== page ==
Investigators hit jackpot by recovering Tsarnaev's laptop, Rockville expert says
Some computer experts are saying the recovery of Dzhokhar Tsarnaev's laptop computer may be the greatest piece of evidence investigators will get their hands on in this case.
ABC7 talked with an expert in digital forensics who says even if Tsarnaev comes clean, the computer will still know more than he could ever remember.
When investigators recovered Tsarnaev's laptop, digital forensics expert Jared Stern of Rockville knew it was a major score for the feds.
"It would not be too dramatic to call it a touchdown, a jackpot," Stern says. "It's very possible the computer holds key information that he won't even remember."
Computers save everything - even if you tried to delete or encrypt the data.
Stern draws an example of a hard drive - the small bottom portion represents the files you actually can see on your computer.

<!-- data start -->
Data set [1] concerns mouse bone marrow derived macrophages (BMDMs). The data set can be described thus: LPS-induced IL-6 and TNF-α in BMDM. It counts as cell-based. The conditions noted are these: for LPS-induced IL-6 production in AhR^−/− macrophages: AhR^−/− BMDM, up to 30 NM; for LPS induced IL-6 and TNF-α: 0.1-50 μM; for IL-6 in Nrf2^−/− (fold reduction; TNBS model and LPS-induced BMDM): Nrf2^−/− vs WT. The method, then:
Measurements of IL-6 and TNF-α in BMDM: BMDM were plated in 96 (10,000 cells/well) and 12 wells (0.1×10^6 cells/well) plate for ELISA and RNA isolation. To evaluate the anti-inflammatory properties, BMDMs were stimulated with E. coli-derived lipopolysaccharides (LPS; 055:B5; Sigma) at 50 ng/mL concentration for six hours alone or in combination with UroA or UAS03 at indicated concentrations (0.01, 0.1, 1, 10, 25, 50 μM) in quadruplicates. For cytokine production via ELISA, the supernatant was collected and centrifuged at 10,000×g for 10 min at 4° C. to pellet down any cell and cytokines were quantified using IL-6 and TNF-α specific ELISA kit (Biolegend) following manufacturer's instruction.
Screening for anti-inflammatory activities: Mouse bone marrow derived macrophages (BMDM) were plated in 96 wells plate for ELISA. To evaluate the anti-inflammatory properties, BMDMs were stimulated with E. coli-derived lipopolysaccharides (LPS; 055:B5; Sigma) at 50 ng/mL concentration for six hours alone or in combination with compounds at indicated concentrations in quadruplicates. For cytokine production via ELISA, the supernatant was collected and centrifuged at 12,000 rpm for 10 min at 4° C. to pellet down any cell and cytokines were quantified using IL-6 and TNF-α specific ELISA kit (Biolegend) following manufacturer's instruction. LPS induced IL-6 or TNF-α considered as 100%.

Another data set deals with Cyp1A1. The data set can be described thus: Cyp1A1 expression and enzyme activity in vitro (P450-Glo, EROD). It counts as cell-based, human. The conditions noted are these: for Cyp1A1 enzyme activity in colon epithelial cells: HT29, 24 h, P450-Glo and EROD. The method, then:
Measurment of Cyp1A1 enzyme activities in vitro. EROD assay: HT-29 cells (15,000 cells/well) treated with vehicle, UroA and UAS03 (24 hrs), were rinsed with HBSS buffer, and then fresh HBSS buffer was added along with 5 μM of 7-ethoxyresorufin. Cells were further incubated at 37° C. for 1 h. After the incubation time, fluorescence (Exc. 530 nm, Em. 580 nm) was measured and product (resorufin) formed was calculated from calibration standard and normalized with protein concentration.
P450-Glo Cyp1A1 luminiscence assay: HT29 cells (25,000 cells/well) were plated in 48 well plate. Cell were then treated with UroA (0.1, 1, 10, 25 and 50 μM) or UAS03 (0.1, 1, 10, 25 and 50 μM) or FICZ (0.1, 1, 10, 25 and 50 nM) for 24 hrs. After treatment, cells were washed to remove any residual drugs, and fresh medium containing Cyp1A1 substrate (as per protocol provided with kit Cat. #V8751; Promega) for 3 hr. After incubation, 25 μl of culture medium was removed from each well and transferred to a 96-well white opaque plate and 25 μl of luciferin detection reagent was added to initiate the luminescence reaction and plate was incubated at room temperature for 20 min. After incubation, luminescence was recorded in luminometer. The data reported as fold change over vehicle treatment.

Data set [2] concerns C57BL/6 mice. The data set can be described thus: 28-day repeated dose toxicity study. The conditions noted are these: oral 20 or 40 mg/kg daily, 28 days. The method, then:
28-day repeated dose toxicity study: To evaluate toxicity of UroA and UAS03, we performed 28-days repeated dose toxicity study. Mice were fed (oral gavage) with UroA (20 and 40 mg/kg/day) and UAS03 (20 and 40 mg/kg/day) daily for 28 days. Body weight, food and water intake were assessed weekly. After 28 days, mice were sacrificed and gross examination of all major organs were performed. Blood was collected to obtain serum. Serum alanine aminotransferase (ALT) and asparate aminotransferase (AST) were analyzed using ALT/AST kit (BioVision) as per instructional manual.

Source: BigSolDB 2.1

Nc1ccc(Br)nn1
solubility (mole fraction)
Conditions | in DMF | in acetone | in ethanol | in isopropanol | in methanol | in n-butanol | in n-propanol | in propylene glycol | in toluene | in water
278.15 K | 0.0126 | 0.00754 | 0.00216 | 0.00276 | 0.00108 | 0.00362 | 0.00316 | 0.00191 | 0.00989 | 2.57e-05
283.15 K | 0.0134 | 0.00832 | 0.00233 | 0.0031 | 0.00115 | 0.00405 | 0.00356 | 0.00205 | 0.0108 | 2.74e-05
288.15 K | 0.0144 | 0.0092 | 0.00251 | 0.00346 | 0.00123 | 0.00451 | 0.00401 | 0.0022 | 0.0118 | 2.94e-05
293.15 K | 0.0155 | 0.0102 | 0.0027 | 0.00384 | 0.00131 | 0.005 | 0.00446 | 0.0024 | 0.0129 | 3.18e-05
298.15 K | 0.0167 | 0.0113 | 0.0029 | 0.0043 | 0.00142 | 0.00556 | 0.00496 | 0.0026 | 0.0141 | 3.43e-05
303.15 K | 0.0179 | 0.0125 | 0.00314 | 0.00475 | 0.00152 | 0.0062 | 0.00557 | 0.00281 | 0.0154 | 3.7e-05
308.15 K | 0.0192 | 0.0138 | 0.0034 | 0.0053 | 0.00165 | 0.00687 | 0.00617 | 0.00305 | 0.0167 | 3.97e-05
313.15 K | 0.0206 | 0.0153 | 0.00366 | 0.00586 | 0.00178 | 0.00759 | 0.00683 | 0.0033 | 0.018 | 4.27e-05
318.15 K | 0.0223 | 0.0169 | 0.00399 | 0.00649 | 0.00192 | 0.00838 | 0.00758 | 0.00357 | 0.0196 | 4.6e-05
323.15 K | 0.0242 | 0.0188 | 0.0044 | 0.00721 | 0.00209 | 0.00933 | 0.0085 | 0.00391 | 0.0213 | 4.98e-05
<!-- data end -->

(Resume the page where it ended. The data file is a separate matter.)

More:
What's supremely important is the vast area called unallocated space.
That space can potentially store every email, webchat, photo, document, and a record of every website you've ever visited, even if you just looked at a website, even if you tried to cover your tracks.
"Even the people who are most careful, there is still more there than they think," Stern says. "And in this case I have a feeling there's going to be a lot."
Stern also shows how investigators can create a digital time-line of computer activity.
This is crucial data that Stern believes could easily lead to more arrests and strengthen the case against those already under arrest. The FBI now essentially has a digital record of everyone Tsarnaev communicated with for as long as he had that computer.
"From the radicalization point to the operational inception to its execution - anyone that contributed in any way may as well call the FBI now," Stern says. "Because they're on their way."
His computer would be even more valuable to investigators if Tsarnaev had it for awhile. Investigators could digitally dig back farther in time. They'll do the same thing with his cell phone.
Stern says it will likely take a few weeks to do a full, thorough sweep of the drive and that's when we may learn more about if anyone else was involved in the bombing.
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